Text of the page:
How do you encourage your children’s interests?
By encouraging them, by studying with them, by helping them find the resources they need, and then standing back so they can make it their own. I’ve realized recently that so much of my job as a parent (and as a homeschooling dad) is to work on their confidence. If they feel good about the things they do, they’ll do a better job, and they’ll want to do it again.
(Now you can see why he and Erin are on the top of our parenting crush list!)
How do you find time to write and encourage your own interests with a full time job and three kids?
It’s really not easy, but we work together as a family. I have a full-time job at UPEI. I only write fiction for a few hours on Sunday mornings. I get a lot done in that short window because I spend my week planning what I’ll write. I walk to work, and during that time, I think about plot, characters, and dialogue, so by the time Sunday rolls around, I just sit down and start typing. If I ever have problems on Sunday morning, I know it’s because I didn’t plan well enough during the week.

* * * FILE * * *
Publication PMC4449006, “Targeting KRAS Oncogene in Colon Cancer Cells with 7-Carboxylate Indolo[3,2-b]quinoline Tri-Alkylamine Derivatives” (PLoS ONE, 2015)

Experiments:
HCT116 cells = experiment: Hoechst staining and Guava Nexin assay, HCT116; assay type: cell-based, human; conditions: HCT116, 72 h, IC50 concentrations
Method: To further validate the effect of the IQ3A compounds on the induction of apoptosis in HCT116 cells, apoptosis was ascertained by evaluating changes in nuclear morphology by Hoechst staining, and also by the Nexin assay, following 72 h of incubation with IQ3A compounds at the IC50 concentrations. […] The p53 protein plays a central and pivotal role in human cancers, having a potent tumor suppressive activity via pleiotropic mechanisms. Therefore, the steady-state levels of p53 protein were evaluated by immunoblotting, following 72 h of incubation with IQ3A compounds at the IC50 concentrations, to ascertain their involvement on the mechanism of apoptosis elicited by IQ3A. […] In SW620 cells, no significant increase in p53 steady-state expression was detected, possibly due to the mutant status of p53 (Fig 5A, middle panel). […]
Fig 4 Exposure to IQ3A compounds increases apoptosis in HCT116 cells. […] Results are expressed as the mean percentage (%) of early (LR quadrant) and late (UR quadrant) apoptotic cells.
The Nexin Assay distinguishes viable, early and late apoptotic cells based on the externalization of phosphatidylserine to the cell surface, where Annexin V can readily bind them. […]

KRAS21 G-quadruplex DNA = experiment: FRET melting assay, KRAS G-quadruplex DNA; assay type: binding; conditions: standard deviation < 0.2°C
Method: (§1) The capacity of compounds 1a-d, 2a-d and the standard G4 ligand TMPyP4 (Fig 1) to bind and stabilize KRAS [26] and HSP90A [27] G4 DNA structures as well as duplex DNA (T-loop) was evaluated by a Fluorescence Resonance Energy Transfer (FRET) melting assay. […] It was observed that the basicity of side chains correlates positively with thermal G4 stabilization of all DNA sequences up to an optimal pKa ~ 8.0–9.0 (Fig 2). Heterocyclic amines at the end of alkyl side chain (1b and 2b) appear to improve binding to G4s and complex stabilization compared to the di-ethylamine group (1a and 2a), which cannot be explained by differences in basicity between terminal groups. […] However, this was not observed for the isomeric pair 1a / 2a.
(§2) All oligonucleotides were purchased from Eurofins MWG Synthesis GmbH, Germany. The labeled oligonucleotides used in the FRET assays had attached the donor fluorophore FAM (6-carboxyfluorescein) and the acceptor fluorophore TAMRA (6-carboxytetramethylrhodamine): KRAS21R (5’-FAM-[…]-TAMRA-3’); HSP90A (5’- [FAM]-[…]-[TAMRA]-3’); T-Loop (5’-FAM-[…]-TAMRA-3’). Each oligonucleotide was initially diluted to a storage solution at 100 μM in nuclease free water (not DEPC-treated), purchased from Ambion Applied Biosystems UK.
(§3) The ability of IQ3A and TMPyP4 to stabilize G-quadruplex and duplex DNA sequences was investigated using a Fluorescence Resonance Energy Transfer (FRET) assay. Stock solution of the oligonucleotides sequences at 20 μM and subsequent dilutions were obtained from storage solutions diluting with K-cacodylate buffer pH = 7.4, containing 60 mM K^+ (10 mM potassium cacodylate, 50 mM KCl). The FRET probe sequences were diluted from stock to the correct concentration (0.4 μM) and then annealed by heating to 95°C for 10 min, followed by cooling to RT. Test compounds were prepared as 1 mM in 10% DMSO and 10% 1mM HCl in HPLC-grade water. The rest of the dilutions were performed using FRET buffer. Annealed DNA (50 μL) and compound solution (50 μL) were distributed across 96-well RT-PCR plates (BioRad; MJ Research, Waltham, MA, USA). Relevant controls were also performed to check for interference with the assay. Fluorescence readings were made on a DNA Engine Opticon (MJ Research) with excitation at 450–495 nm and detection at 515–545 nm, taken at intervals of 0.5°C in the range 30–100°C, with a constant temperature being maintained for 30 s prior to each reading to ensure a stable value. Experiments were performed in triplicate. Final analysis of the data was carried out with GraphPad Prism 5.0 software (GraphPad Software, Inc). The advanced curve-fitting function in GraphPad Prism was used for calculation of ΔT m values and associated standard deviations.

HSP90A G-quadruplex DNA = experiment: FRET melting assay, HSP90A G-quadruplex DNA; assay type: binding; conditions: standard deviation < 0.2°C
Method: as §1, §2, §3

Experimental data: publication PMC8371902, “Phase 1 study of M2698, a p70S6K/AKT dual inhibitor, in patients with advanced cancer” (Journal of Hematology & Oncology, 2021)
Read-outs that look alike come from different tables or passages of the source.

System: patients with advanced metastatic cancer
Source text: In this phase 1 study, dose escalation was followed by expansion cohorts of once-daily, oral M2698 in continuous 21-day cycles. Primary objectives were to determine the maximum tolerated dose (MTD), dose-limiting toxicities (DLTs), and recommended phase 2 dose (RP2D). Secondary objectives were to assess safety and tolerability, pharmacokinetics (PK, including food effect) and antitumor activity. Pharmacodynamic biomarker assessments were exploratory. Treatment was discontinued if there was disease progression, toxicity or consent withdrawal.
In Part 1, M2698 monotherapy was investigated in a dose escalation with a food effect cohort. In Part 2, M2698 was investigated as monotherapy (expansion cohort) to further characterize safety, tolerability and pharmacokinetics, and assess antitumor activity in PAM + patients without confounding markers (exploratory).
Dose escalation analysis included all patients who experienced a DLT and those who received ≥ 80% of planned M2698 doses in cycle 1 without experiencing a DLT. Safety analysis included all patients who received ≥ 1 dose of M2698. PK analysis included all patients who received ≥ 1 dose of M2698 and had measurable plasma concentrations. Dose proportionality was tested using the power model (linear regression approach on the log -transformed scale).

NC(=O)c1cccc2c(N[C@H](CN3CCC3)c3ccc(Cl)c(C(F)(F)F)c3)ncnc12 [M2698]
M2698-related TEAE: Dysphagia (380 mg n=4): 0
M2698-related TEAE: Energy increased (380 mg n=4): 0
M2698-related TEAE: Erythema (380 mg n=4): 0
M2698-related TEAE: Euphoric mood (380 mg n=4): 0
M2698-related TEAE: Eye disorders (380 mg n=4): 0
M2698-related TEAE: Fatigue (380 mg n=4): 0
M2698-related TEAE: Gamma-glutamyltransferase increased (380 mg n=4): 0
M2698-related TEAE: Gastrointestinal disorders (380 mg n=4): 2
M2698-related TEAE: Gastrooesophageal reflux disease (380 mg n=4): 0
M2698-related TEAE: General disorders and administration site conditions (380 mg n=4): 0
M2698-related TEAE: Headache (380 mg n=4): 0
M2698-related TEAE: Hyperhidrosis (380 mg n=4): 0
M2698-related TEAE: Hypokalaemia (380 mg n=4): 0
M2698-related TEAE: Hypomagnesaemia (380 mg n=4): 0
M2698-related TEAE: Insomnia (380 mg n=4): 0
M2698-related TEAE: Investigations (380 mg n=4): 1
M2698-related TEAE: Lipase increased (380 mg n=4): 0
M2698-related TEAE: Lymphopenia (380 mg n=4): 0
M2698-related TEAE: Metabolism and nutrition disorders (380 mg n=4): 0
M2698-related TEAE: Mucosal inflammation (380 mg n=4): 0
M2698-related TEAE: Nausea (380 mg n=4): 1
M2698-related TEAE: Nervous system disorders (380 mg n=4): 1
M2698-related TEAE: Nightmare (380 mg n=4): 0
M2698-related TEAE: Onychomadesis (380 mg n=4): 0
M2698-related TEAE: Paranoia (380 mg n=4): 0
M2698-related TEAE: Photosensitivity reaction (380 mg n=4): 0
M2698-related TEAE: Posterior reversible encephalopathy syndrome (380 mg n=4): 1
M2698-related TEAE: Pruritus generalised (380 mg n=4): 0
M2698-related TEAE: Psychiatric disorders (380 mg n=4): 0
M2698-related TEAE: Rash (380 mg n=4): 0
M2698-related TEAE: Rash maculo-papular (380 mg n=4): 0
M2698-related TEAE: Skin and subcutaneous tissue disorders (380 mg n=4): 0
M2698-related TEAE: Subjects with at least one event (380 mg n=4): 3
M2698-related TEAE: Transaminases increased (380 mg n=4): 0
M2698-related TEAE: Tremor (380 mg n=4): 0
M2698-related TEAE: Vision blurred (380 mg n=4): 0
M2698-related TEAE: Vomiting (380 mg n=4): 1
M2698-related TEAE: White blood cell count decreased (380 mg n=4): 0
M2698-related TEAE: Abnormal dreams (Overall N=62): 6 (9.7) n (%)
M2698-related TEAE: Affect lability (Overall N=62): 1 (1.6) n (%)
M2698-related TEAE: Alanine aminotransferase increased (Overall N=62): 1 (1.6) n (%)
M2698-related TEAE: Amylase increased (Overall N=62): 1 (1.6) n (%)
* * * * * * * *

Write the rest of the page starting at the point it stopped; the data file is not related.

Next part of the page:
It’s a balancing act, and I know that every moment I take writing is a moment I’m away from my family. I also want to make sure my wife gets time to be her creative self, so we plan out every week so that we both have time. Some weeks we’re better at it than others.
How does it feel to have your words – a story you created – being read by families around the country?
Uh, amazing? 🙂
You’re touring through New Brunswick again – where can families find you?
Will you be spending any time in the woods, quacking at the moon?
I’d tell you, but I don’t want Dirt Bag the reporter to find out and write about it in his ridiculous tabloid.
It’s always a good thing to watch out for those reporters, especially the ones from down the hall. 🙂
Thanks to another talented friend, Kristi, for the awesome Cure for Wereduck photo to use with this post.